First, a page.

Of the many strategies an organisation can utilise to reduce workplace incident, accidents and near misses – one of the easiest to implement is to ensure the organisation selects new personnel who are predisposed to displaying a safety conscious attitude to work.

The research in this area shows that the utilisation of well designed and robust psychological assessment tools can predict safety outcomes.   By carefully screening and selecting safety critical personnel who are likely to act safely an organisation should have strong utility gains in the area of workplace safety. 

 

Niche Research Outcomes

Our research shows we can predict safety attitudes with psychometric assessment tools and this outcome proves transferability of the above international safety research findings to the NZ context.

We tested over 100 employees who were in safety critical roles, who completed both the a safety attitude survey and some psychometric assessments.  

The safety survey content was designed to measure attitudes about organisational and social factors that explained why individuals engage in unsafe work practices (Mullen, 2004). Read more...safety research

Integrity Test Results

International research has shown integrity tests are very good predictors of counterproductive work behaviours, including acting unsafely.

Integrity Test scores predicting safety perceptions

Niche Consulting's study found that employees with low integrity test scores were almost 3 TIMES more likely to have negative perceptions and attitudes about safety than those with High scores and almost 2 TIMES more likely than those with Average to High Scores.

Big 5 Personality Results

Conscientiousness

International research has shown those with high conscientiousness scores are less likely to act unsafely.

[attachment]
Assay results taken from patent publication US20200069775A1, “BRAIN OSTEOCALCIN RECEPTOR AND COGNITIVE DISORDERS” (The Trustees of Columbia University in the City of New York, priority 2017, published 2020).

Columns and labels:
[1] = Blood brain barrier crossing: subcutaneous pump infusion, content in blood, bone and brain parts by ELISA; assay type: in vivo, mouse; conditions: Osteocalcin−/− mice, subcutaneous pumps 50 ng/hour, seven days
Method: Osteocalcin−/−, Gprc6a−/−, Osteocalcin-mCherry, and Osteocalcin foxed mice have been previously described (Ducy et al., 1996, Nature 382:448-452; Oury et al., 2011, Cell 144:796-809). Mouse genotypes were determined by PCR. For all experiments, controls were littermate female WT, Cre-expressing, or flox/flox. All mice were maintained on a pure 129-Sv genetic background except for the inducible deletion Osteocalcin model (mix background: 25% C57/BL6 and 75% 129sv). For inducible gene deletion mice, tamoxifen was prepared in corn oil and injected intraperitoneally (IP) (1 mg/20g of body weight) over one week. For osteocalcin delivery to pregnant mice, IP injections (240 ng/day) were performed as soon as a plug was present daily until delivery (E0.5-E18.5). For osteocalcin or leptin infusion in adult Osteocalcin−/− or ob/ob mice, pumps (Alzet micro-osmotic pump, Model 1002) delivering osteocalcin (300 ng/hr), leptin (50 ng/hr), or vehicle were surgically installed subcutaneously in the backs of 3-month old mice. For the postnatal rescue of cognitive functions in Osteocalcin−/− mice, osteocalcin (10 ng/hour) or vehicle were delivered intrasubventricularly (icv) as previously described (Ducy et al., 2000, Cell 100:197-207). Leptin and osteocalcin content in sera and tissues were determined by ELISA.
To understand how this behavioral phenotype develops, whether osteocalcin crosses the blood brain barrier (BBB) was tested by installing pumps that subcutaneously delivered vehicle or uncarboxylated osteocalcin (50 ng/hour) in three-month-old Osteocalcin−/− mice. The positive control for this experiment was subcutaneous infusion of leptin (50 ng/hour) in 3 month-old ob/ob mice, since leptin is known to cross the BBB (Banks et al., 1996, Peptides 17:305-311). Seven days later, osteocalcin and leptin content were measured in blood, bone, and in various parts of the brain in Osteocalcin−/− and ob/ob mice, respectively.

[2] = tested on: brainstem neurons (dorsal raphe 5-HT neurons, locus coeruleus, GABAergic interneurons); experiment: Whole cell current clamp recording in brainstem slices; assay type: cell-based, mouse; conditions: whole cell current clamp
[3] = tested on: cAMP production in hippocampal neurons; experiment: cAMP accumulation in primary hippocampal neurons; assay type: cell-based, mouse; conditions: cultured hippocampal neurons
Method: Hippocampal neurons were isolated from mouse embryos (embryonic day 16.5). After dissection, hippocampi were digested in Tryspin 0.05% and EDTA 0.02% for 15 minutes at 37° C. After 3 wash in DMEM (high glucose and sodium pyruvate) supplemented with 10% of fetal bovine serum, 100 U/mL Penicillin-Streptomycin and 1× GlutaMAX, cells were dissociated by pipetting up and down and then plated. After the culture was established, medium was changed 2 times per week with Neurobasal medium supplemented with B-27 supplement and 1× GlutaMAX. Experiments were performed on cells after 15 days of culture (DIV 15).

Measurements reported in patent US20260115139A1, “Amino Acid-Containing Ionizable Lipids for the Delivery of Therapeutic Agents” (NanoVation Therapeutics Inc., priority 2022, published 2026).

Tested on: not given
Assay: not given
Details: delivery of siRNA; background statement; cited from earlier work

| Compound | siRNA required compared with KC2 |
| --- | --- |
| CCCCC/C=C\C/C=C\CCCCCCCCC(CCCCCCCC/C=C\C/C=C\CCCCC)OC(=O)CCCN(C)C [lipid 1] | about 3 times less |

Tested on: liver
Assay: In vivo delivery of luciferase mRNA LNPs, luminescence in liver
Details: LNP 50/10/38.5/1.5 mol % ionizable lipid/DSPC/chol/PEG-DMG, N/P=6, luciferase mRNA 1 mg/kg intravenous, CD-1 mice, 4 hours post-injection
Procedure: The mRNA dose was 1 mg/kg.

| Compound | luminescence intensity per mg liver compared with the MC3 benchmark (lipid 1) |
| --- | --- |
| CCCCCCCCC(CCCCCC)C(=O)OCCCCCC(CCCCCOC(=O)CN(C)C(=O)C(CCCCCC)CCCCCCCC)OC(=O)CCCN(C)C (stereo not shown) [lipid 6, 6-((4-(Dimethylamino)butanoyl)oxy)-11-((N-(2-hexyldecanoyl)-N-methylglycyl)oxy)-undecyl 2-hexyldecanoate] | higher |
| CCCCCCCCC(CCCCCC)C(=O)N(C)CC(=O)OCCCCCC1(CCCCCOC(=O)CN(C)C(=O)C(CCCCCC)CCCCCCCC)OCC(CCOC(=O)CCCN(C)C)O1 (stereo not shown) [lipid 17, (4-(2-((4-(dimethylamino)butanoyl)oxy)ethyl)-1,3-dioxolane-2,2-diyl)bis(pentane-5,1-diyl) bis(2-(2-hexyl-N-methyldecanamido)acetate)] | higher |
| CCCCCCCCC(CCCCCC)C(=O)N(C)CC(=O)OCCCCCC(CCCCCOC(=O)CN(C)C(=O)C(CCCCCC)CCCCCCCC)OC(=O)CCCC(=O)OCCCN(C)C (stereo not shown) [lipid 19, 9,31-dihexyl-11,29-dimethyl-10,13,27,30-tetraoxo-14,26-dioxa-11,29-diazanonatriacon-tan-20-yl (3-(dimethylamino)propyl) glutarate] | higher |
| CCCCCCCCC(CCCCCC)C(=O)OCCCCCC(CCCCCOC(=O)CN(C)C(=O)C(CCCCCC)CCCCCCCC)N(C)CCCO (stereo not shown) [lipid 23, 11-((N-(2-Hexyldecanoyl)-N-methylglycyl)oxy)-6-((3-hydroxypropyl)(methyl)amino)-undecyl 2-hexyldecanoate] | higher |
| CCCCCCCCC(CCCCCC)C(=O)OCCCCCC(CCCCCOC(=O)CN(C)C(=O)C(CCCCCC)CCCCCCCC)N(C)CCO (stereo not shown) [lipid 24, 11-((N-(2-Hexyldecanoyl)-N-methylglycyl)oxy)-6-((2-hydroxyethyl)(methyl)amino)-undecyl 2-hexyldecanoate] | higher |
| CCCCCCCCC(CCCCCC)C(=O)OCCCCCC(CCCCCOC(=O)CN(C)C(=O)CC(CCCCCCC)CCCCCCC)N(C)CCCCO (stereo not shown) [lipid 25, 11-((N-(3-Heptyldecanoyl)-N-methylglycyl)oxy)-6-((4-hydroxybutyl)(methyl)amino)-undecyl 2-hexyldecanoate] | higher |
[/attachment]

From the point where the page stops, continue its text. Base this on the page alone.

Conscentiousness predicting safety attitudes

Niche Consulting's study found that employees with low conscientious scores were almost 3 TIMES more likely to have negative perceptions and attitudes about safety than those with High scores and almost 2 TIMES more likely than those with Average to High Scores.

Agreeableness

International research has shown those with high agreeableness scores are less likely to act unsafely.

agreeableness and safety

Niche Consulting's study found that employees with low agreeableness test scores were almost 3 TIMES more likely to have negative perceptions and attitudes about safety than those with High scores and almost 2 TIMES more likely than those with Average to High Scores.

Emotional Stability

International research has shown those with high emotional stability scores are less likely to act unsafely.

emotional stability and safety

Niche Consulting's study found that employees with low emotional stability scores were almost 3 TIMES more likely to have negative perceptions and attitudes about safety than those with High scores and almost 2 TIMES more likely than those with Average to High Scores.Other types of assessments that might be used alongside personality assessments

We have other assessment tools in the following categories:

Research